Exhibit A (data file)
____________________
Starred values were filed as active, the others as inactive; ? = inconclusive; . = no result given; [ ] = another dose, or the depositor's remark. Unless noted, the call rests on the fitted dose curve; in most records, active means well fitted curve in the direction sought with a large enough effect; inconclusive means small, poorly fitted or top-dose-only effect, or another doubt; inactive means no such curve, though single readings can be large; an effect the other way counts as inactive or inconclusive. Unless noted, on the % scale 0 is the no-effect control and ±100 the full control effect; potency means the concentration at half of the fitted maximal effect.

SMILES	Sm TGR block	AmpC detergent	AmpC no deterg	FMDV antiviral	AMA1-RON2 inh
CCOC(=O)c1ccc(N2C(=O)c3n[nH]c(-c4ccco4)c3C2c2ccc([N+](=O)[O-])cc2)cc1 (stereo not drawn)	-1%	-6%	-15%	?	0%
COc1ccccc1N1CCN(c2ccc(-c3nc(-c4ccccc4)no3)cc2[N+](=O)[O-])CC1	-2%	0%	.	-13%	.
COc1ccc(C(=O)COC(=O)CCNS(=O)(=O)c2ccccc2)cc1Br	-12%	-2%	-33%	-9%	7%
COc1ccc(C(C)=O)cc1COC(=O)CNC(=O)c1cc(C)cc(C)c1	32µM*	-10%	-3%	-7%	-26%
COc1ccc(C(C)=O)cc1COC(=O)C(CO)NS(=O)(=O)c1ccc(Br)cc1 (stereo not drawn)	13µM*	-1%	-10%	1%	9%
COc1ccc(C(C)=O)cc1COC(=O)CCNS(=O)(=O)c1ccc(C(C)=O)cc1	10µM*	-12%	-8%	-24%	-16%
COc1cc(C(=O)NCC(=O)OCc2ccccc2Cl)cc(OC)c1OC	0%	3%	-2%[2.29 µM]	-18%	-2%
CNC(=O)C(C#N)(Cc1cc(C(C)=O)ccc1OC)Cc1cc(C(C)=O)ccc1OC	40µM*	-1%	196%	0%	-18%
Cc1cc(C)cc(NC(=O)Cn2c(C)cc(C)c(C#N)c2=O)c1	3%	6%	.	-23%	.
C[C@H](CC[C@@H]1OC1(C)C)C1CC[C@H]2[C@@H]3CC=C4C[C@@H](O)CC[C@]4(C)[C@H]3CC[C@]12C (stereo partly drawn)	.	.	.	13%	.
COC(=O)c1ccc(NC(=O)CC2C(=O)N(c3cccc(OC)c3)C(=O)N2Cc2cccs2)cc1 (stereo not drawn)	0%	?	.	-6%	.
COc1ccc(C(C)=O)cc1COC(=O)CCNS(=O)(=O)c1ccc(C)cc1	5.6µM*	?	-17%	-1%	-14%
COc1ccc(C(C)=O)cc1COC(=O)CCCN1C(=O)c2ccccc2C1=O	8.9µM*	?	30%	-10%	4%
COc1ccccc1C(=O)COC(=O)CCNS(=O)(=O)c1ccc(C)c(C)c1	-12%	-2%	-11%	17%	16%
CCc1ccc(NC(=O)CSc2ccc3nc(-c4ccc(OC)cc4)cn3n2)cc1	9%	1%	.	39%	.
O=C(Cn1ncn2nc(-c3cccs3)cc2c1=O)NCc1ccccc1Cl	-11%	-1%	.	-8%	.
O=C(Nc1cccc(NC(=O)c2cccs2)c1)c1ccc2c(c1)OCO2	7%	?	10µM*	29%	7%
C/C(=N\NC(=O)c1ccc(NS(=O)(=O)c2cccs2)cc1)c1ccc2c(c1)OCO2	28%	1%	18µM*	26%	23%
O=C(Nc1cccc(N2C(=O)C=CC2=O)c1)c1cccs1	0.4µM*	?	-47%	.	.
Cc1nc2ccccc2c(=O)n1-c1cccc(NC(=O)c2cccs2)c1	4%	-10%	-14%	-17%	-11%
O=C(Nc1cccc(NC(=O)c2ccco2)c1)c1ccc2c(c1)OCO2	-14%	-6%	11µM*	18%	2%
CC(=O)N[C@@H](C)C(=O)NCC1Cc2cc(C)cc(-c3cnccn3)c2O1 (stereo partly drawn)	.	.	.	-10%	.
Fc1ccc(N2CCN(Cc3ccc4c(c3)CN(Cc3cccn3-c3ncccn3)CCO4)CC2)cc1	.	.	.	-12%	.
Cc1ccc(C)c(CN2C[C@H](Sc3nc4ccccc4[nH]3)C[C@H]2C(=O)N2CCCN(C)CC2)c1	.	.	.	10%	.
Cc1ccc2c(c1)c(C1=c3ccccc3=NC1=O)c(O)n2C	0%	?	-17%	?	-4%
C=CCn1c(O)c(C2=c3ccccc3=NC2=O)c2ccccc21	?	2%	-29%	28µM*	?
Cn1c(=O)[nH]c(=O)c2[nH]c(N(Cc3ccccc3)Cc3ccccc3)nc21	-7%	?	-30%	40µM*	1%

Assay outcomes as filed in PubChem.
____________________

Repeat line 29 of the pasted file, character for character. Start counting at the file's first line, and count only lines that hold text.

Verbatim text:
Cn1c(=O)[nH]c(=O)c2[nH]c(N(Cc3ccccc3)Cc3ccccc3)nc21	-7%	?	-30%	40µM*	1%